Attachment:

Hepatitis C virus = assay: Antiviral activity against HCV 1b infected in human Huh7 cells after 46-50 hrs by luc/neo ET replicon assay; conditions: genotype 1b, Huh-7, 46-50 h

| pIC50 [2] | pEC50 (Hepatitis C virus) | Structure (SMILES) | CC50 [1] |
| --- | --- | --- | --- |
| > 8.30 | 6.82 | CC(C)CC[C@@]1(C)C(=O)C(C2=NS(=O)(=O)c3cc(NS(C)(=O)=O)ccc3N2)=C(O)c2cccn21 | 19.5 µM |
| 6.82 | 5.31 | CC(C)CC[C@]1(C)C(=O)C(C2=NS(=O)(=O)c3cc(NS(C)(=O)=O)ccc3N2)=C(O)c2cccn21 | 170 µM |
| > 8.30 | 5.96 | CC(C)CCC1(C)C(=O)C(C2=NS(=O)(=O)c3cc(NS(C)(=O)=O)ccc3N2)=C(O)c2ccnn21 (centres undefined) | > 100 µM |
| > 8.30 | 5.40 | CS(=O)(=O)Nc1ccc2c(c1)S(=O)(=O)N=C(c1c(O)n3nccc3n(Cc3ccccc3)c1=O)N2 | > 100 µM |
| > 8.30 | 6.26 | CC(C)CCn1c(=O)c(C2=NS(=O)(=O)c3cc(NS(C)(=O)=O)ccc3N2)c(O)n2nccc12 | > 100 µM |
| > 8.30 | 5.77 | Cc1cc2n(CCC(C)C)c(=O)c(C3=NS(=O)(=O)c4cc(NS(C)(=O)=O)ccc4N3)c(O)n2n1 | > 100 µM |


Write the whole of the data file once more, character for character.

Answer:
Hepatitis C virus = assay: Antiviral activity against HCV 1b infected in human Huh7 cells after 46-50 hrs by luc/neo ET replicon assay; conditions: genotype 1b, Huh-7, 46-50 h

| pIC50 [2] | pEC50 (Hepatitis C virus) | Structure (SMILES) | CC50 [1] |
| --- | --- | --- | --- |
| > 8.30 | 6.82 | CC(C)CC[C@@]1(C)C(=O)C(C2=NS(=O)(=O)c3cc(NS(C)(=O)=O)ccc3N2)=C(O)c2cccn21 | 19.5 µM |
| 6.82 | 5.31 | CC(C)CC[C@]1(C)C(=O)C(C2=NS(=O)(=O)c3cc(NS(C)(=O)=O)ccc3N2)=C(O)c2cccn21 | 170 µM |
| > 8.30 | 5.96 | CC(C)CCC1(C)C(=O)C(C2=NS(=O)(=O)c3cc(NS(C)(=O)=O)ccc3N2)=C(O)c2ccnn21 (centres undefined) | > 100 µM |
| > 8.30 | 5.40 | CS(=O)(=O)Nc1ccc2c(c1)S(=O)(=O)N=C(c1c(O)n3nccc3n(Cc3ccccc3)c1=O)N2 | > 100 µM |
| > 8.30 | 6.26 | CC(C)CCn1c(=O)c(C2=NS(=O)(=O)c3cc(NS(C)(=O)=O)ccc3N2)c(O)n2nccc12 | > 100 µM |
| > 8.30 | 5.77 | Cc1cc2n(CCC(C)C)c(=O)c(C3=NS(=O)(=O)c4cc(NS(C)(=O)=O)ccc4N3)c(O)n2n1 | > 100 µM |